I originally wrote this as a One-Liner Wednesday and it was titled Once A Cheater, Always A Cheater.
Someone in a relationship who had sex with another person is 3.7 times more likely to cheat again. Even among married couples, cheating is relatively common with about 22% of men and 13% of women cheating. Cheating is so widespread that one-quarter to one-fifth of married people will openly admit to having engaged in sexual infidelity at some point. Men are more likely to forgive a spouse for a dalliance. If a couple makes it through the seven-year itch phase of marriage, the odds of a woman cheating fall off significantly, although men are more likely to stray around year 18. Not only are cheaters more likely to cheat again, but those who were cheated on are more likely to be cheated on again.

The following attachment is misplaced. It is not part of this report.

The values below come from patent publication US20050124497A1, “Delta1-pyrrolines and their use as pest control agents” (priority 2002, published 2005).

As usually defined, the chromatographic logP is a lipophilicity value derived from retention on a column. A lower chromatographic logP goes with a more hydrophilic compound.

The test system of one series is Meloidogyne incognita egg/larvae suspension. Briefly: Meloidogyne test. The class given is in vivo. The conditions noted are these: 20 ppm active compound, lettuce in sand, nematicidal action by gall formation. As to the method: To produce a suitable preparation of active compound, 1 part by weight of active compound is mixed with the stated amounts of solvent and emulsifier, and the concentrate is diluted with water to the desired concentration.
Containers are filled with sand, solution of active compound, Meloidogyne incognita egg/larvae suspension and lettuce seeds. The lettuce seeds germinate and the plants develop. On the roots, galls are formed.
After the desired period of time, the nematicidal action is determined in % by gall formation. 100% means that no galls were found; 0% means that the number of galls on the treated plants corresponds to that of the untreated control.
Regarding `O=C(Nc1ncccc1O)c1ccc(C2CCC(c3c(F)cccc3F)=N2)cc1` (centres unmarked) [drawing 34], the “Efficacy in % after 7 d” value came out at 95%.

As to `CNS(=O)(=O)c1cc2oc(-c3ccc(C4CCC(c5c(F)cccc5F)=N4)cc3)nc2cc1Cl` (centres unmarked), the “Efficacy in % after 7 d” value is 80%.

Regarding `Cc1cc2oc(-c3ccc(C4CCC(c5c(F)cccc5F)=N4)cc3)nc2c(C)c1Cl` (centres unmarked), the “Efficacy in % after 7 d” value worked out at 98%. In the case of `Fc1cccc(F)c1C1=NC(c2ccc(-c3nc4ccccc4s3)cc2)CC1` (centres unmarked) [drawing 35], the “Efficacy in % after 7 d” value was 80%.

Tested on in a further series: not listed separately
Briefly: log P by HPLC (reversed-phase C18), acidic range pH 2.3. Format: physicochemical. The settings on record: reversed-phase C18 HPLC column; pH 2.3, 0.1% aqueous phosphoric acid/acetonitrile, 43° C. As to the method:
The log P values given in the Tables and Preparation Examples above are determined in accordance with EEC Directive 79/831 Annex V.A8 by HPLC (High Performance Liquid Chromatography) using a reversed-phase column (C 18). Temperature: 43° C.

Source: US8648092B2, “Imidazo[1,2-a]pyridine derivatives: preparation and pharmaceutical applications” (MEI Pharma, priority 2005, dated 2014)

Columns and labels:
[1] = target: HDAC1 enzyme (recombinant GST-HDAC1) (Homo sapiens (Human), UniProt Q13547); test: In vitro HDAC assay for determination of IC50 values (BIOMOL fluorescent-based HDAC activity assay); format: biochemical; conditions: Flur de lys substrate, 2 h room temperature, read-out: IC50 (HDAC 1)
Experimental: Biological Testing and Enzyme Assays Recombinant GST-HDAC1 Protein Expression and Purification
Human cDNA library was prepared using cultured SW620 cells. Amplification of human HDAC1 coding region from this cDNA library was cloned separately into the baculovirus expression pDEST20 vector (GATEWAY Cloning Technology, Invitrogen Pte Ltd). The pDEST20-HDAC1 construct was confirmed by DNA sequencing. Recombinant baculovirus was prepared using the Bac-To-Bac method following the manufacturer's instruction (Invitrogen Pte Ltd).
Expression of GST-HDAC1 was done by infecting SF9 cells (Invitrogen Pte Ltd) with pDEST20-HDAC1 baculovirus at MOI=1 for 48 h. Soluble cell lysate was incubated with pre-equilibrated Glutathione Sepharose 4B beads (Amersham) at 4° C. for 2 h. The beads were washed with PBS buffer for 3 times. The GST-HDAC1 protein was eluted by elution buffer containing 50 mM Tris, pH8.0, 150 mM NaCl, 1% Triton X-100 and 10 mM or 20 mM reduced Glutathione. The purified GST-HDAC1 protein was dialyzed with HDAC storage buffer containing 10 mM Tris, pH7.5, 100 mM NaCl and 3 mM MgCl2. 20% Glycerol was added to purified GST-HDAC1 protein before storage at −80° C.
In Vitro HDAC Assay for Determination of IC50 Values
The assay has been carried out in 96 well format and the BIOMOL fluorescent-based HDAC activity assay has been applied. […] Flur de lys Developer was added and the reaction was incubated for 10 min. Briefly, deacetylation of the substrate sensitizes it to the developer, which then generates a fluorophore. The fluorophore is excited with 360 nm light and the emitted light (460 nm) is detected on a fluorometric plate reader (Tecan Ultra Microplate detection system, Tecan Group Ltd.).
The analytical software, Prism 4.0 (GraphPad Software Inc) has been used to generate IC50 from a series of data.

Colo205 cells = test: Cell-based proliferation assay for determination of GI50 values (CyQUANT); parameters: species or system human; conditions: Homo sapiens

Infidelity even occurs in Nursery Rhymes, as Peter is not able to restrain his wife from having sex with multiple male partners, so he decides to kill her. After killing his wife, Peter decides to hide her body in a large pumpkin. The moral story behind the story focuses on educating women of the essence of demonstrating faithfulness to their husbands. Peter, Peter, pumpkin-eater, Had a wife and couldn’t keep her; He put her in a pumpkin shell, And there he kept her very well. Peter, Peter pumpkin eater, Had another and didn’t love her; Peter learned to read and spell, And then he loved her very well. Peter carved out this giant pumpkin, and since his wife wasn’t around to cook for him anymore, because of her extra-marital activities, he had a lot of pumpkin to eat. A better solution might have been for Peter to devise some type of chastity belt for his disloyal wife, then he wouldn’t have to have eaten all of that pumpkin.
Written for Fandango’s Friday Flashback.